“If they want a packet of cornflakes we will give them a packet of cornflakes.”
Less Australian produce and manufacturing
One of the concerns about the growth of private labels is the fear that many of these new products are being sourced from cut-price offshore manufacturers.
The Australian Workers Union made a submission to the Senate enquiry arguing that Coles and Woolworths had too much power because they were acting both as producers and retailers.
“They are driving independent brand manufacturers out of the market or offshore,” said union boss Paul Howes.
Woolworths would not reveal the percentage of its packaged goods which are made in Australia, but Quinn says Woolworths supports Australian suppliers whenever possible, with 100% of the supermarket’s fresh meat and 97% of its fresh produce from Australia.
“When it comes to fresh food, Woolworths’ aim is to purchase as much produce as possible from Australia and we only import when we cannot get the quality or supply domestically – usually when produce is out of season,” says Quinn.
“We have an import replacement program, where we work with growers to produce fresh food not usually grown in sufficient quantity for our stores.
“This program has seen over half of all garlic on sale at Woolworths stores now coming from Australia, a marked difference to five years ago when it was almost fully imported.”
Stratopoulos says Foodworks can be distinguished from the “big two”, Coles and Woolworths, by its emphasis on local products, with approximately 95% of it private label products made in Australia.
“We encourage our stores to promote local growers wherever possible. That is a big part of what we do and, really, we work together with them particularly in regional areas and basically get the food from the farm gate to the table,” says Stratopoulos.
The Senate enquiry has also heard from farmers and producers who claim the dominance of the supermarkets results in pressure to cut margins.
John Hazeldene, managing director of Hazeldene’s Chicken Farm, produces chickens that are sold under both Coles and Woolworth’s private labels.
Hazeldene told the committee Woolworths had been a client for 35 years, while Coles had become “really entrenched” as a client more recently.
“They are a big player for us. They are starting to exert a little bit of pressure,” he said.
“The biggest trouble is that Coles and Woolies are fighting one another, like cat and dog, and we are fighting our own opposition. They are going to play one off against the other.
“They are actually just screwing us big time at the moment, but they are not playing us off so much.
“They are very careful not to overstep the line.”
Lord told SmartCompany of a culture of fear amongst suppliers and said many farmers were not prepared to speak to the media or to supply to alternative sources as a result.
“I think that because they have a dual relationship there is an intimidation and a bit of a fear factor within the marketplace that if certain producers are seen to be providing too greatly to alternates outside the supermarkets, it does place a bit of pressure on their relationship with the supermarket,” he said.
“When you have such a concentration of market power, you never know.”
However, Quinn defended Woolworths’ relationship with its suppliers.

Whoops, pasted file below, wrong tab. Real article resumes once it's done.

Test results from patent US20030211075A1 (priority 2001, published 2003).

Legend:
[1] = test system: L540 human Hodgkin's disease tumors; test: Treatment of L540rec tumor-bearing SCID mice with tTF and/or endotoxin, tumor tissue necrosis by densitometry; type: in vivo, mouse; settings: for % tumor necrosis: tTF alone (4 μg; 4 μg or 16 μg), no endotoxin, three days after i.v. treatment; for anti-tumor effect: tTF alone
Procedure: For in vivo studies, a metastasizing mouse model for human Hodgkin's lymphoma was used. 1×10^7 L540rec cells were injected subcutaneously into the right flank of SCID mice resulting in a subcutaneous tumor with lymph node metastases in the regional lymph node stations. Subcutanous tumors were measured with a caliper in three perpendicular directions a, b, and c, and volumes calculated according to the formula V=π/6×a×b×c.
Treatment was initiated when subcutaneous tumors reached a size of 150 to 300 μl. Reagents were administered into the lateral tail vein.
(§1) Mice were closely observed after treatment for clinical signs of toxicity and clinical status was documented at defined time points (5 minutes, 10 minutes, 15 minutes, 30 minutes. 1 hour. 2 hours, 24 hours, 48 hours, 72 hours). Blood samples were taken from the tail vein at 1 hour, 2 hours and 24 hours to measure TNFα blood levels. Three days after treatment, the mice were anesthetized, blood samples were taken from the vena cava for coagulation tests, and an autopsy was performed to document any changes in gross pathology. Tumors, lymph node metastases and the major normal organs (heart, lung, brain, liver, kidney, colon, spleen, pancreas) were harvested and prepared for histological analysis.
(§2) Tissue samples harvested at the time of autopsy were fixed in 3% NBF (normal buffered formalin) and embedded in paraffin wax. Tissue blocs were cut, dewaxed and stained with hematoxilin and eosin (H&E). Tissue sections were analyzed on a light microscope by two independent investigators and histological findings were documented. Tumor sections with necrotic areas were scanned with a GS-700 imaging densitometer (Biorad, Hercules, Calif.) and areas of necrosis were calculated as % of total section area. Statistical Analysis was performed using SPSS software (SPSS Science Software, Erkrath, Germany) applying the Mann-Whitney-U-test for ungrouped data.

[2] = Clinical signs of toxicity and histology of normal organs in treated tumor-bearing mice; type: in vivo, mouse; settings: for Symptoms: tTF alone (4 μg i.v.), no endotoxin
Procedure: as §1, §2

“Woolworths’ relationships with suppliers, large and small, are excellent and we put an emphasis on long-lasting, mutually beneficial partnerships so that our customers always get the highest quality products,” she said.
“In addition, we have recently launched Speak Up, an externally-hosted hotline for suppliers to report matters of a serious nature where the standard escalation procedures have either been exhausted or are not an option.
“This is part of Woolworths’ commitment to continuous improvement, transparency and accountability.
Delivery companies provide alternative
Lord sees his online delivery service as providing a genuine alternative to supermarkets for both suppliers and consumers.
Aussie Farmers Direct has experienced growth of 400% over the past five years moving from turnover of $28 million a year to $150 million in 2012.
Lord told SmartCompany the more the business has been growing, the more it is seen as a “good quality third option outside of the major supermarkets”.
“The stronger the two majors become, the more crumbs that fall on the ground for other savvy and real retailers that are out there,” says Lord
“With the price wars and private labelling, the more homogenous they become, the more differentiating we can be.”
Lord says Aussie Farmers Direct has been able to benefit from some suppliers being squeezed out by the supermarkets.
“A particular lamb producer out of Victoria has approached us with ranges of lamb that they don’t have an outlet for now that they lost supply into one of the major supermarkets,” says Lord.
“They approached us with great cuts of lamb, top quality; but when you lose a major supermarket supply, whether you are a very large manufacturer or abattoir, then you are in dire straits, there is no doubt.
“One of our suppliers was a pork and ham supplier into Coles supermarket. They kept on getting squeezed on margin and decided it was not the game for them and, fortunately, [they] happened to be around the corner from one of our warehouses and now they supply us with all our ham and deli products, and they were able to find an alternative.”
Lord says Heinz’s retreat from country Victoria to New Zealand is likely to involve another move in a few years time farther offshore.
“Unfortunately the road to the lower cost product does not have a favourable outcome for the Australian community,” says Lord.
“There are serious opportunities out there and we have customers buy from us because they like the price, range and quality and they also love buying from us because they want an alternative.”
Another alternative to the supermarkets are farmers’ markets, which are growing in popularity.
Ewan McEoin, founder of The Locavore Edition, told SmartCompany farmers markets are the best place to start for consumers who want to buy produce outside the main supermarkets and for suppliers who want to bypass the traditional supermarket route.
The Locavore Edition is a website partly funded by the government that publishes the stories and experiences of regional food producers.
“35,000 people visit farmers’ markets in Victoria every weekend, so it is getting to a critical mass,” says McEoin.
However, McEoin says despite the increased popularity of farmers’ markets “most people still buy from supermarkets” and so it is important to work towards change in the supermarkets.
“We need to be realistic about how many people will go to farmers’ market or buy direct,” says McEoin.
“The reality is there needs to be a better collaboration between supermarkets and their regional growers.”